The Maryland Senate confirmed members of an education reform oversight panel Tuesday morning February 15th, after Republicans sought to delay the appointments, citing concerns about geographic diversity and as partisan, inconsistent.
Sen. Stephen Hershey (R-Upper Shore) again raised concerns on the Senate floor Tuesday over how Blueprint for Maryland’s Future Accountability and Implementation Board members were chosen, contending that the board does not reflect the diversity of the state of Maryland. This bickering has led Governor Larry Hogan to withhold more than $140 million for Prince George’s and Baltimore city jurisdiction.
Four of the board members reside in Montgomery County, three in Baltimore City, one in Baltimore County and one in Anne Arundel County.
Sen. Stephen Hershey interrogated Sen. Paul Pinsky (D-Prince George’s), who sat on the committee that nominated AIB members, on the committee’s outreach efforts to find applicants for the board, which is charged with overseeing progress on education reform efforts throughout the state and can withhold funding from local school districts that fail to meet certain goals.
Pinsky said that the committee sent public announcements to 40 media outlets across the state and that all 180 legislators, being aware of the accountability board, bore some responsibility for reaching out to potential applicants as well.
Pinsky also highlighted that rural representatives on the Kirwan Commission approved establishing a seven-member accountability board. “We only had seven slots — every county did not get a slot based on geographic representation,” Pinsky said.
But Hershey took issue with the fact that the nominating committee did not reconsider the nominees following letters from various groups — including the Maryland Latino Caucus and Prince George’s County Executive — asking them to do so. “It wasn’t just a few pissed-off rural county legislators,” Hershey said.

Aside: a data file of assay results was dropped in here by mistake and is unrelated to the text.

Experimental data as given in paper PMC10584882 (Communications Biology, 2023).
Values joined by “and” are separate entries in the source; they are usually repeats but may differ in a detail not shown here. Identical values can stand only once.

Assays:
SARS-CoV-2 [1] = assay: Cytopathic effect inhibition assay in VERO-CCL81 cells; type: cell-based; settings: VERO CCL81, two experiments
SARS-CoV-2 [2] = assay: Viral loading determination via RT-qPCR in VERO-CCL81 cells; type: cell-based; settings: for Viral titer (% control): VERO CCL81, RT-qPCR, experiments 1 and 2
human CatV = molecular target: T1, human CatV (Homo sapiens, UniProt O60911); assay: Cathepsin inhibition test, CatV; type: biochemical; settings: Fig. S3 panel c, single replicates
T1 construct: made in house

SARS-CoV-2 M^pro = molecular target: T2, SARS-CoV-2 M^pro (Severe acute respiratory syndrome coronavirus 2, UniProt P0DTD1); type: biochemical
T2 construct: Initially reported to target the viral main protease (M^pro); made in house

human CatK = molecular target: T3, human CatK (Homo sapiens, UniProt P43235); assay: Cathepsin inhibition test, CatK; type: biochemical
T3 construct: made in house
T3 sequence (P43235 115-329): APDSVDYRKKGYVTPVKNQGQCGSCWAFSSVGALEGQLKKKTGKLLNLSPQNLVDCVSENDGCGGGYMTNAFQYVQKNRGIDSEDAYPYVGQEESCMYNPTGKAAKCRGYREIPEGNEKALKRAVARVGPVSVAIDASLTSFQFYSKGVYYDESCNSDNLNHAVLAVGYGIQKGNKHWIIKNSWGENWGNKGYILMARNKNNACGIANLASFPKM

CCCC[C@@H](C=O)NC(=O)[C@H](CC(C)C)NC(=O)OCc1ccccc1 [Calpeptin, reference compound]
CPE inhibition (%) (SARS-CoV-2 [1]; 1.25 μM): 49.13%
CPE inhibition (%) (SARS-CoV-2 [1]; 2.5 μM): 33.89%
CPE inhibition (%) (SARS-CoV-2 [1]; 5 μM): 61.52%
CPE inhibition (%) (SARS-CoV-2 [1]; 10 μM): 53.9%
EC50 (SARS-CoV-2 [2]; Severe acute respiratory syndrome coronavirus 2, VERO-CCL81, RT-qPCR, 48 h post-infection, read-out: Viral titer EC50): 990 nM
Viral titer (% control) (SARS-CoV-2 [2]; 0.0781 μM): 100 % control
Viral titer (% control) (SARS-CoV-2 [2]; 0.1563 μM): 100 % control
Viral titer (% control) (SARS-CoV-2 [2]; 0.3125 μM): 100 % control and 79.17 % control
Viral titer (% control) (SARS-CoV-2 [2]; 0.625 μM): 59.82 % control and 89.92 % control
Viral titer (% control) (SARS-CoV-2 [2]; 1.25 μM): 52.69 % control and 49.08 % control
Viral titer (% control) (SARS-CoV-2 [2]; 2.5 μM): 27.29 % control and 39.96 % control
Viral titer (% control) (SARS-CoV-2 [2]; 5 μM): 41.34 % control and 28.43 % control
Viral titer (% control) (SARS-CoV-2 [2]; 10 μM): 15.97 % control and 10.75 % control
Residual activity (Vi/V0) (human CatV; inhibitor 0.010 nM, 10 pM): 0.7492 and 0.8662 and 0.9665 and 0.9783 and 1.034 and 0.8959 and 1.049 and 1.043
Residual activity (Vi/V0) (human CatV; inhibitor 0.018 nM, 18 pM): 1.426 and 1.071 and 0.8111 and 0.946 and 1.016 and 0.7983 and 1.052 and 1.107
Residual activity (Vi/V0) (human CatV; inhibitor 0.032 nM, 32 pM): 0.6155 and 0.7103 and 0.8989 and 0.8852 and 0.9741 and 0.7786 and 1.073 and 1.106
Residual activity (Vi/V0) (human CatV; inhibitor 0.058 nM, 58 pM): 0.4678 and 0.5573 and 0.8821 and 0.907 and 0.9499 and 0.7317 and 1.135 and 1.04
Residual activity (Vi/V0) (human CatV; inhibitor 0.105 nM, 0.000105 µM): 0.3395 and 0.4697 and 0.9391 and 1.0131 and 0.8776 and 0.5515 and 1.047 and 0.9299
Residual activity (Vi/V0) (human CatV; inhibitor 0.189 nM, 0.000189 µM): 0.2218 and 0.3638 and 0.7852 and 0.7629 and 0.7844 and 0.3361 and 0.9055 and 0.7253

“What was the hurry that this could not be addressed?” he continued. “When letters go to the nominating committee about the makeup of this board, and they did absolutely nothing about it, they’re doing that because they say — we are not accountable to the General Assembly.”
Pinsky pointed out that the board members were unanimously approved by the nominating committee, including by the two members selected by Gov. Lawrence J. Hogan Jr. (R). “We think we made the right decision,” said Pinsky, who called the AIB members “fine, smart individuals who care about the state.”
Pinsky also criticized Hogan for delaying the implementation of Blueprint for Maryland’s Future first by vetoing the bill in 2020 and second by not including full Blueprint funding in his budget. Because the Blueprint officially became law after a veto override last year, Hogan did not have to include this funding in his proposed budget for this fiscal year, which started July 1. To account for this, lawmakers directed the first $4.8 million from new sports betting revenue to go to the accountability board, which is being released as revenues are collected.
The Senate approved the confirmation of the AIB nominees — who had received initial approval from the Senate executive Nominations Committee earlier this month — in a 31-16 vote, largely on party lines. Two Democratic senators — Katherine Klausmeier (D-Baltimore County) and Ron Watson (D-Prince George’s) — joined the Republicans in voting against the nominees. Sen. Edward Reilly (R-Anne Arundel) was the only Republican who voted in favor of the nominees.
Lingering not far beneath the surface is partisan politics. One Prince George’s county resident Mike Georges who wanted to be part of the board said yesterday, that the political fight will ultimately hurt students in the county and the state.
“This is about power,” resident Mike said. “It’s about who can hit whom in the nose. . . . And our kids are sitting back here with all these needs. It should not be about politics. We need to proper Board which represents the state of Maryland to advance wellbeing these schools.”
“This is a crippling recommendation that ought to be rethought and the Maryland Senate ought to revisit to appoint a balanced delegation. I cannot imagine anything ultimately coming out of the Senate that reduces the way the state ought to be represented that does not have the aggressive representation of all Maryland senators,” said Andera Mousad.
Due to these blunders and many more, Sen. Paul Pinsky (D-Prince George’s) is being opposed in the Democratic primary by democrat Rashad D. Lloyd in order to change the culture of Political patronage by a few connected individuals.